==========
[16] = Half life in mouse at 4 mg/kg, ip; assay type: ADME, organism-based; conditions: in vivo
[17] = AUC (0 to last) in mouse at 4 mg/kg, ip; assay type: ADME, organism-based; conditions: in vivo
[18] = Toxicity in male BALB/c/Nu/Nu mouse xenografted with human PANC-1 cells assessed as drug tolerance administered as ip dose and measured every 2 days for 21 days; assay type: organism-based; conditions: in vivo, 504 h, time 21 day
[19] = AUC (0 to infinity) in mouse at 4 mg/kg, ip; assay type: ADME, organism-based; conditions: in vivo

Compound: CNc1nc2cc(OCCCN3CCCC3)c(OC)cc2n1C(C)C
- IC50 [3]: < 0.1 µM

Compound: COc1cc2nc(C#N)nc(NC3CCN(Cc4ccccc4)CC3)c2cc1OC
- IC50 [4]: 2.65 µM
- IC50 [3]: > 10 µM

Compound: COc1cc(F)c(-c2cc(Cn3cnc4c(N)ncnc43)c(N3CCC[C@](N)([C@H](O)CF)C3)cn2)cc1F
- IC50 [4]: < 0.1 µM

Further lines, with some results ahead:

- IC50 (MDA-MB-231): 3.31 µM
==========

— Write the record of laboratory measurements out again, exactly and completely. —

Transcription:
[16] = Half life in mouse at 4 mg/kg, ip; assay type: ADME, organism-based; conditions: in vivo
[17] = AUC (0 to last) in mouse at 4 mg/kg, ip; assay type: ADME, organism-based; conditions: in vivo
[18] = Toxicity in male BALB/c/Nu/Nu mouse xenografted with human PANC-1 cells assessed as drug tolerance administered as ip dose and measured every 2 days for 21 days; assay type: organism-based; conditions: in vivo, 504 h, time 21 day
[19] = AUC (0 to infinity) in mouse at 4 mg/kg, ip; assay type: ADME, organism-based; conditions: in vivo

Compound: CNc1nc2cc(OCCCN3CCCC3)c(OC)cc2n1C(C)C
- IC50 [3]: < 0.1 µM

Compound: COc1cc2nc(C#N)nc(NC3CCN(Cc4ccccc4)CC3)c2cc1OC
- IC50 [4]: 2.65 µM
- IC50 [3]: > 10 µM

Compound: COc1cc(F)c(-c2cc(Cn3cnc4c(N)ncnc43)c(N3CCC[C@](N)([C@H](O)CF)C3)cn2)cc1F
- IC50 [4]: < 0.1 µM

Further lines, with some results ahead:

- IC50 (MDA-MB-231): 3.31 µM